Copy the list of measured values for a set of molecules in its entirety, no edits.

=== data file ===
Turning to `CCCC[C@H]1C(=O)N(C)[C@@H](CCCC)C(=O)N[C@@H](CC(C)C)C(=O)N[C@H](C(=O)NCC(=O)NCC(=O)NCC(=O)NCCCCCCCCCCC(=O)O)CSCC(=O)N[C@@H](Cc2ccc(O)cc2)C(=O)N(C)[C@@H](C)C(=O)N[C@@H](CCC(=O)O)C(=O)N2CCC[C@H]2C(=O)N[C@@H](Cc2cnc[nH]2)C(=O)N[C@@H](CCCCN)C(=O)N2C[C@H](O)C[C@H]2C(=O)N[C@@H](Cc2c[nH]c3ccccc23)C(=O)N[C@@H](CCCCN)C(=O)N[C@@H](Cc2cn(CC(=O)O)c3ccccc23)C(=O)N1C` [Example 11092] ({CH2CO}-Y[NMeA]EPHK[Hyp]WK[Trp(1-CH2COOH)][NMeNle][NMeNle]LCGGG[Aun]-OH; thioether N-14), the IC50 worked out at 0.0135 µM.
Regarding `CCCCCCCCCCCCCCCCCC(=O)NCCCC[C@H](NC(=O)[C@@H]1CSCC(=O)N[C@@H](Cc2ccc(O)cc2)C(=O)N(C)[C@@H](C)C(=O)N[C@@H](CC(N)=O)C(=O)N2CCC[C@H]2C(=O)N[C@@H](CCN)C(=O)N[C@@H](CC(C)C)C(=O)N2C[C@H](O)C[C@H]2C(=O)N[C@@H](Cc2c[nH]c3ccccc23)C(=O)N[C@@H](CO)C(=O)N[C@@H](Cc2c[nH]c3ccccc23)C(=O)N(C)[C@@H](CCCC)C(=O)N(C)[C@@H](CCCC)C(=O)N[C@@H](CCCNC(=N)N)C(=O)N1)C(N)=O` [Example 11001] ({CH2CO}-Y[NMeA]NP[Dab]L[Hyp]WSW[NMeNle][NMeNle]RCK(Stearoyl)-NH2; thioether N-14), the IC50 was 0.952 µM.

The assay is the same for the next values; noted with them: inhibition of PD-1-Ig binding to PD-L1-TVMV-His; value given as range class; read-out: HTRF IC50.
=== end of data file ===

Turning to `CCCC[C@H]1C(=O)N(C)[C@@H](CCCC)C(=O)N[C@@H](CC(C)C)C(=O)N[C@H](C(=O)NCC(=O)NCC(=O)NCC(=O)NCCCCCCCCCCC(=O)O)CSCC(=O)N[C@@H](Cc2ccc(O)cc2)C(=O)N(C)[C@@H](C)C(=O)N[C@@H](CCC(=O)O)C(=O)N2CCC[C@H]2C(=O)N[C@@H](Cc2cnc[nH]2)C(=O)N[C@@H](CCCCN)C(=O)N2C[C@H](O)C[C@H]2C(=O)N[C@@H](Cc2c[nH]c3ccccc23)C(=O)N[C@@H](CCCCN)C(=O)N[C@@H](Cc2cn(CC(=O)O)c3ccccc23)C(=O)N1C` [Example 11092] ({CH2CO}-Y[NMeA]EPHK[Hyp]WK[Trp(1-CH2COOH)][NMeNle][NMeNle]LCGGG[Aun]-OH; thioether N-14), the IC50 worked out at 0.0135 µM.
Regarding `CCCCCCCCCCCCCCCCCC(=O)NCCCC[C@H](NC(=O)[C@@H]1CSCC(=O)N[C@@H](Cc2ccc(O)cc2)C(=O)N(C)[C@@H](C)C(=O)N[C@@H](CC(N)=O)C(=O)N2CCC[C@H]2C(=O)N[C@@H](CCN)C(=O)N[C@@H](CC(C)C)C(=O)N2C[C@H](O)C[C@H]2C(=O)N[C@@H](Cc2c[nH]c3ccccc23)C(=O)N[C@@H](CO)C(=O)N[C@@H](Cc2c[nH]c3ccccc23)C(=O)N(C)[C@@H](CCCC)C(=O)N(C)[C@@H](CCCC)C(=O)N[C@@H](CCCNC(=N)N)C(=O)N1)C(N)=O` [Example 11001] ({CH2CO}-Y[NMeA]NP[Dab]L[Hyp]WSW[NMeNle][NMeNle]RCK(Stearoyl)-NH2; thioether N-14), the IC50 was 0.952 µM.

The assay is the same for the next values; noted with them: inhibition of PD-1-Ig binding to PD-L1-TVMV-His; value given as range class; read-out: HTRF IC50.